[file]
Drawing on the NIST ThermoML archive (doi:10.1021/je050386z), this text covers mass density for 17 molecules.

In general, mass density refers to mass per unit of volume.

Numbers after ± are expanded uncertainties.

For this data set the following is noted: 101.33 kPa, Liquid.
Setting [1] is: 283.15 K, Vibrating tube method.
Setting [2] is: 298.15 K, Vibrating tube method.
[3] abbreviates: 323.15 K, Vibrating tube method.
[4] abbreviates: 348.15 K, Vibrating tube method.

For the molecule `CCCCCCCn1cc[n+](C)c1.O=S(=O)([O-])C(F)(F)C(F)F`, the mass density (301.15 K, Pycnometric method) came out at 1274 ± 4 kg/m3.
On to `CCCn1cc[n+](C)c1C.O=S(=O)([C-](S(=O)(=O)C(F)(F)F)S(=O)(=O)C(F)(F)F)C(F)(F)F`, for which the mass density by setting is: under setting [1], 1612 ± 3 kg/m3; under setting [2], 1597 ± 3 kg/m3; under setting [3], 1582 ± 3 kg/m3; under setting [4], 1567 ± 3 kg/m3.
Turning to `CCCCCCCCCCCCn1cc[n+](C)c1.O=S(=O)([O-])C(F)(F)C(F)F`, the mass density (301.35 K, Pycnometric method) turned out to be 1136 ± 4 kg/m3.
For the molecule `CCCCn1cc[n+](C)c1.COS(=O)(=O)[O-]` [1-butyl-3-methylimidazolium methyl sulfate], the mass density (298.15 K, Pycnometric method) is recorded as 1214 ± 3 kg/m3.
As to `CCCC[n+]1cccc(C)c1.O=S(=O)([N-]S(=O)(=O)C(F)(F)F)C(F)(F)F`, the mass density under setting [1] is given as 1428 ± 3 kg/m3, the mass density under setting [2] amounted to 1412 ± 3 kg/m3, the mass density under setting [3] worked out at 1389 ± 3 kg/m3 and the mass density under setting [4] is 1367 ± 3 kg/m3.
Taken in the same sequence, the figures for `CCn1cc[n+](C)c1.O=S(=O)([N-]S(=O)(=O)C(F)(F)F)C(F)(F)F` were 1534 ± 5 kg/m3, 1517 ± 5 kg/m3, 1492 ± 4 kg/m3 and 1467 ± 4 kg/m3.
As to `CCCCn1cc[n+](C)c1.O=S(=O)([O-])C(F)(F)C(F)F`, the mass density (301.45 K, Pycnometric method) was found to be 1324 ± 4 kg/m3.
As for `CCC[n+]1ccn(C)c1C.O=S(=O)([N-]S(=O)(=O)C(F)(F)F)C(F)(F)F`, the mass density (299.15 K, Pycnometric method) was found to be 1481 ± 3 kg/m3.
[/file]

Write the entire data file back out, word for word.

Drawing on the NIST ThermoML archive (doi:10.1021/je050386z), this text covers mass density for 17 molecules.

In general, mass density refers to mass per unit of volume.

Numbers after ± are expanded uncertainties.

For this data set the following is noted: 101.33 kPa, Liquid.
Setting [1] is: 283.15 K, Vibrating tube method.
Setting [2] is: 298.15 K, Vibrating tube method.
[3] abbreviates: 323.15 K, Vibrating tube method.
[4] abbreviates: 348.15 K, Vibrating tube method.

For the molecule `CCCCCCCn1cc[n+](C)c1.O=S(=O)([O-])C(F)(F)C(F)F`, the mass density (301.15 K, Pycnometric method) came out at 1274 ± 4 kg/m3.
On to `CCCn1cc[n+](C)c1C.O=S(=O)([C-](S(=O)(=O)C(F)(F)F)S(=O)(=O)C(F)(F)F)C(F)(F)F`, for which the mass density by setting is: under setting [1], 1612 ± 3 kg/m3; under setting [2], 1597 ± 3 kg/m3; under setting [3], 1582 ± 3 kg/m3; under setting [4], 1567 ± 3 kg/m3.
Turning to `CCCCCCCCCCCCn1cc[n+](C)c1.O=S(=O)([O-])C(F)(F)C(F)F`, the mass density (301.35 K, Pycnometric method) turned out to be 1136 ± 4 kg/m3.
For the molecule `CCCCn1cc[n+](C)c1.COS(=O)(=O)[O-]` [1-butyl-3-methylimidazolium methyl sulfate], the mass density (298.15 K, Pycnometric method) is recorded as 1214 ± 3 kg/m3.
As to `CCCC[n+]1cccc(C)c1.O=S(=O)([N-]S(=O)(=O)C(F)(F)F)C(F)(F)F`, the mass density under setting [1] is given as 1428 ± 3 kg/m3, the mass density under setting [2] amounted to 1412 ± 3 kg/m3, the mass density under setting [3] worked out at 1389 ± 3 kg/m3 and the mass density under setting [4] is 1367 ± 3 kg/m3.
Taken in the same sequence, the figures for `CCn1cc[n+](C)c1.O=S(=O)([N-]S(=O)(=O)C(F)(F)F)C(F)(F)F` were 1534 ± 5 kg/m3, 1517 ± 5 kg/m3, 1492 ± 4 kg/m3 and 1467 ± 4 kg/m3.
As to `CCCCn1cc[n+](C)c1.O=S(=O)([O-])C(F)(F)C(F)F`, the mass density (301.45 K, Pycnometric method) was found to be 1324 ± 4 kg/m3.
As for `CCC[n+]1ccn(C)c1C.O=S(=O)([N-]S(=O)(=O)C(F)(F)F)C(F)(F)F`, the mass density (299.15 K, Pycnometric method) was found to be 1481 ± 3 kg/m3.